Outputting strings in html

0 views
Skip to first unread message

Stephan Diehl

unread,
Dec 3, 2002, 1:49:21 PM12/3/02
to
Ben wrote:
> Hey all,
> i'm very new to python programming (impressed so far - i love the way it
> handles cgi forms - WAY better than C :), but i'm a bit confused on one
> or two things....
>
> variables, unlike C aren't declared with types, right? so doing
> color = "#FFFF00" would give me a string FFFF00....but how can i use
> that if i'm writting html in a script?
> i want to do something like this:
>
> print """
> <html><head><title>hello</title></head>
> <body bgcolor=color>
> .....
> """
> but I can't get the string to be displayed?
> i've tried bgcolor="+color+", and searched google for "python """ print
> variable", but haven't found anything of use yet.
> any help for a noob?
>
> thanks.

use '<body bgcolor="%s">' % color

This just works like printf in C. %s is a placeholder for a string and
on the right of the '%' is the variable who's value is substituted.

Skip Montanaro

unread,
Dec 3, 2002, 2:20:33 PM12/3/02
to

>> print """
>> <html><head><title>hello</title></head>
>> <body bgcolor=color>
>> .....
>> """
>> but I can't get the string to be displayed?

Stephan> use '<body bgcolor="%s">' % color

Stephan> This just works like printf in C.

In some cases, even better than printf-style is to use named substitution.
If you have a lot of % formatting to do in a single string, matching up all
the %s's with all the variables can be cumbersome. This simple example
doesn't do the technique justice, but is analogous to the above example:

'<body bgcolor="%(color)s">' % locals()

where color is a local variable and locals() returns a dictionary
representing the current local variables (names as keys). "color" is looked
up as a key and its value substituted for "%(color)s".

With named substitution you can do all sorts of interesting things. For
example, you can get it to search locals() then globals() with:

d = {}
d.update(globals())
d.update(locals())

"some formatting string" % d

You can get expression expansion on-the-fly as well (though check the
sources of your formatting strings - this can be a security hole!):

class EvalDict:
def __getitem__(self, key, locals=None, globals=None):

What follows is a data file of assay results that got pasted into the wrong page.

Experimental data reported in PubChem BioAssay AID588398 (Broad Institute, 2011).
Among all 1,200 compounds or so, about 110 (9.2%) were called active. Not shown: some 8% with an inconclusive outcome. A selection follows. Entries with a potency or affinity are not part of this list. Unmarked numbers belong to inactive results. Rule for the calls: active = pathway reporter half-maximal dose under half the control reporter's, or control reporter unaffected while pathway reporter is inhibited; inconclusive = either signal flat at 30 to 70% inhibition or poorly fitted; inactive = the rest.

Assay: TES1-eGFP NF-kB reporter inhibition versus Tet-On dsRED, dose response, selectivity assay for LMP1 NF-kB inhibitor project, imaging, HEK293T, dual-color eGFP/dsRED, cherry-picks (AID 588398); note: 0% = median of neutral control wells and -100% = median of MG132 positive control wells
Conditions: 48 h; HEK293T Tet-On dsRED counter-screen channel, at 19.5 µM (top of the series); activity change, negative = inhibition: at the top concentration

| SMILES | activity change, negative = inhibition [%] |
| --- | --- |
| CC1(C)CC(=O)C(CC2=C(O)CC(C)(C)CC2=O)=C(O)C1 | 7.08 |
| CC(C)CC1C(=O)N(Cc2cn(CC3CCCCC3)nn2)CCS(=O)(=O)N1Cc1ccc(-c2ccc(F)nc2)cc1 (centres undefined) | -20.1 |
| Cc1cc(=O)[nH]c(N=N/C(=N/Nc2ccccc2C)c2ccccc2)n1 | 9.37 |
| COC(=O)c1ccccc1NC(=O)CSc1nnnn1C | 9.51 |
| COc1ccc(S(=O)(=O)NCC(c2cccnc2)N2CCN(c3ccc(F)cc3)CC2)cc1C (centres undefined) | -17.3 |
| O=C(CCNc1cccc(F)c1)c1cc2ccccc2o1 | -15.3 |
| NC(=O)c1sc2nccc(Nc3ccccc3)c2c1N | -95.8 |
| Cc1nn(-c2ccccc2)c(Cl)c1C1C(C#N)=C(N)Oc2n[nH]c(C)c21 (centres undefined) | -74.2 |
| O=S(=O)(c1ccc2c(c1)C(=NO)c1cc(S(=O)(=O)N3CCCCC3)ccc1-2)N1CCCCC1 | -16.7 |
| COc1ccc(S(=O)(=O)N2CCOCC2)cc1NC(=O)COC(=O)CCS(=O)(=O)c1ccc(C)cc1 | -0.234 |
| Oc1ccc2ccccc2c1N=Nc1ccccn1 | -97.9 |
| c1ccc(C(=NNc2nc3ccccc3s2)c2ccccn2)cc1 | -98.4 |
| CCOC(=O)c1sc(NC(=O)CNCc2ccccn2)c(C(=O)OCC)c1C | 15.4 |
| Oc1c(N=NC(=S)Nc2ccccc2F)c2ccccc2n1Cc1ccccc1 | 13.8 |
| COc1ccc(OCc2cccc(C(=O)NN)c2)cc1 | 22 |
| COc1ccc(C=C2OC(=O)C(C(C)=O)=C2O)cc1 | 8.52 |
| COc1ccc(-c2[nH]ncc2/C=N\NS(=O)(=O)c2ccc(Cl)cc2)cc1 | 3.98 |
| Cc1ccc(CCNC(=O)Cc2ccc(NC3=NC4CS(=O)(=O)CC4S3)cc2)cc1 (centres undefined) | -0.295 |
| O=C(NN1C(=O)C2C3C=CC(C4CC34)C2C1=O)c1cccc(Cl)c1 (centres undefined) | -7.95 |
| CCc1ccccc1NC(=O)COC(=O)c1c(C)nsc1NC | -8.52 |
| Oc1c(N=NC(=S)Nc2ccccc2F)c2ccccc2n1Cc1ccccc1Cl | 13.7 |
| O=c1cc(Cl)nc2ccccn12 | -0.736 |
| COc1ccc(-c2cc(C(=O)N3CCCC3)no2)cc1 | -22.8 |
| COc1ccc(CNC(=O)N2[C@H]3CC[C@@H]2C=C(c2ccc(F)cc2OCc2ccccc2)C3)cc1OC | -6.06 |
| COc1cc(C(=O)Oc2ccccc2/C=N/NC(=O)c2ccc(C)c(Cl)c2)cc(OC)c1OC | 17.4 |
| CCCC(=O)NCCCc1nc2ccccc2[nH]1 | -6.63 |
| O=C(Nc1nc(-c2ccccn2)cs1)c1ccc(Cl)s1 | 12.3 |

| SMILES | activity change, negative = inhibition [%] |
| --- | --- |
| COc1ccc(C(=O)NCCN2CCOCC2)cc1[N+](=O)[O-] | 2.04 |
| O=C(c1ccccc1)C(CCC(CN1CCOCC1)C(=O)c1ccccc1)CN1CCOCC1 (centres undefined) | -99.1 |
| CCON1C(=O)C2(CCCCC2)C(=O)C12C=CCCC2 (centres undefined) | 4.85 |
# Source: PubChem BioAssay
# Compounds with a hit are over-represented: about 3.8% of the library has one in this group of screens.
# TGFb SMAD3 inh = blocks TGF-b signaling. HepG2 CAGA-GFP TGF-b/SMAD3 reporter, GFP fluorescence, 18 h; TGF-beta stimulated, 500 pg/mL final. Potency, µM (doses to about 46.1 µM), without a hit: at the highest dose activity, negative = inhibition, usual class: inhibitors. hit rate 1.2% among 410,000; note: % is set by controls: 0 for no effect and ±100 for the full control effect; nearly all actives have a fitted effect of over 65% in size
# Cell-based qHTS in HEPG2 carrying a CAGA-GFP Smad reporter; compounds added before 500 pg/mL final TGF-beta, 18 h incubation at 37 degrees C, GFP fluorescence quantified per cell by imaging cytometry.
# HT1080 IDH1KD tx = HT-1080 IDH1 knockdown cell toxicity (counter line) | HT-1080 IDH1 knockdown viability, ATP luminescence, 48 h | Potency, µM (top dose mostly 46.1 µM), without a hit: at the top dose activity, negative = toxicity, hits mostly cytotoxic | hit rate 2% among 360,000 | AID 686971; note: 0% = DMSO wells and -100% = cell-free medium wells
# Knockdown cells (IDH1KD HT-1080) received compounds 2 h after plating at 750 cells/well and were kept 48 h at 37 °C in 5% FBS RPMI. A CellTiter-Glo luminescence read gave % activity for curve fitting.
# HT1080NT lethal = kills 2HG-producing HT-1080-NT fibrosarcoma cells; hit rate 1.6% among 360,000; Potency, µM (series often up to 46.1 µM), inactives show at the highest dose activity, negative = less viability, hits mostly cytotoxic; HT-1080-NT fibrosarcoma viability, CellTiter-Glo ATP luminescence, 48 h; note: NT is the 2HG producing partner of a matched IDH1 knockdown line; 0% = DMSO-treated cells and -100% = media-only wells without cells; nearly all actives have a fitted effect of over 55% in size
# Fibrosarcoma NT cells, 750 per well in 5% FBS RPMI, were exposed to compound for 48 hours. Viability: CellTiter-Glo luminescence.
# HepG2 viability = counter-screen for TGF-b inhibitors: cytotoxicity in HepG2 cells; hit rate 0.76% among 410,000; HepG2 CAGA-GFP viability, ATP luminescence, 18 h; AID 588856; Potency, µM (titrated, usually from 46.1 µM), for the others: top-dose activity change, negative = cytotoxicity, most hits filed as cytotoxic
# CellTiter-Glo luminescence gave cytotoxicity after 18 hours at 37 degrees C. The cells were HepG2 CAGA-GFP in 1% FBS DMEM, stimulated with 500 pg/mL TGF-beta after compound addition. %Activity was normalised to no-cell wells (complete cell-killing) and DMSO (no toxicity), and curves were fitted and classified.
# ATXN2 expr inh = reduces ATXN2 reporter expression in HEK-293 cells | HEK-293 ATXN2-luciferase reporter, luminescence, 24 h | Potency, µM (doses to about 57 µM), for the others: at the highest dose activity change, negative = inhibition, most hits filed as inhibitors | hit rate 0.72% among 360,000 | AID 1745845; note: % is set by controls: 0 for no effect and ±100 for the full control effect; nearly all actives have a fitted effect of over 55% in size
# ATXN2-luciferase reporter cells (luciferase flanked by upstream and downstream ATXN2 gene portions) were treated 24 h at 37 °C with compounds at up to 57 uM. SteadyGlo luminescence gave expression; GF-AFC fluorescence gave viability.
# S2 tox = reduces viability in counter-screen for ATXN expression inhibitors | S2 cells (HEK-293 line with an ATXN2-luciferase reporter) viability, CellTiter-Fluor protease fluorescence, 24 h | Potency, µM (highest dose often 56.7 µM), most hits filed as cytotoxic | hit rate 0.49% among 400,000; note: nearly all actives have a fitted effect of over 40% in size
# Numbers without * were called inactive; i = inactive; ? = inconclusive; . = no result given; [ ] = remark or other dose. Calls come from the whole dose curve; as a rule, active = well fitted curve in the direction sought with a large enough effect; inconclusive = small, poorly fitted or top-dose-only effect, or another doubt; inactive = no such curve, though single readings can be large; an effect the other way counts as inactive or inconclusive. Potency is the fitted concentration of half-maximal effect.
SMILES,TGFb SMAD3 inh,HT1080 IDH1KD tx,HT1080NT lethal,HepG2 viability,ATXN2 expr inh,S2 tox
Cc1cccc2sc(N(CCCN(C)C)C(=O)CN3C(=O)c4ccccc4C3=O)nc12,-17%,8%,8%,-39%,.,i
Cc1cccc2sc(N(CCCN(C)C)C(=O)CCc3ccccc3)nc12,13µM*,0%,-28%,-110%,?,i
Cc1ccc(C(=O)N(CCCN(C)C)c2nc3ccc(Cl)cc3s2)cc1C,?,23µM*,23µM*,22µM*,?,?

caller = sys._getframe(1)
if locals is None:
locals = caller.f_locals
if globals is None:
globals = caller.f_globals
return eval(key, locals, globals)

"some formatting string" % EvalDict()

Or define your own interesting (to you) lookup semantics:

class SuperDict(EvalDict):
def __init__(self, *args):
self.mydicts = args

def __getitem__(self, key):
# check user-specified dicts first
for d in self.mydicts:
try:
return d[key]
except KeyError:
pass
# fall back to expression eval
caller = sys._getframe(1)
return EvalDict.__getitem__(self, key, caller.f_locals, caller.f_globals)

import math
"%(sin(47))f" % SuperDict(math.__dict__)

With judicious fiddling of EvalDict you can also have recursive evaluation
of formatting strings like "%(sin(%(myvar)f)f".

and-you-thought-python-needed-a-preprocessor-ly, y'rs,

--
Skip Montanaro - sk...@pobox.com
http://www.mojam.com/
http://www.musi-cal.com/

Mikkel Rasmussen

unread,
Dec 3, 2002, 4:22:20 PM12/3/02
to
How about this?

color = "#FFFF00"


print """
<html><head><title>hello</title></head>

<body bgcolor=""" + color + """>
.....
"""

Cheers
Mikkel Rasmussen
http://hjem.get2net.dk/footech


Ben <m...@here.nerd> wrote in message
news:pan.2002.12.03....@here.nerd...


> Hey all,
> i'm very new to python programming (impressed so far - i love the way it
> handles cgi forms - WAY better than C :), but i'm a bit confused on one
> or two things....
>
> variables, unlike C aren't declared with types, right? so doing
> color = "#FFFF00" would give me a string FFFF00....but how can i use
> that if i'm writting html in a script?
> i want to do something like this:
>

> print """
> <html><head><title>hello</title></head>
> <body bgcolor=color>
> .....
> """
> but I can't get the string to be displayed?

Reply all
Reply to author
Forward
0 new messages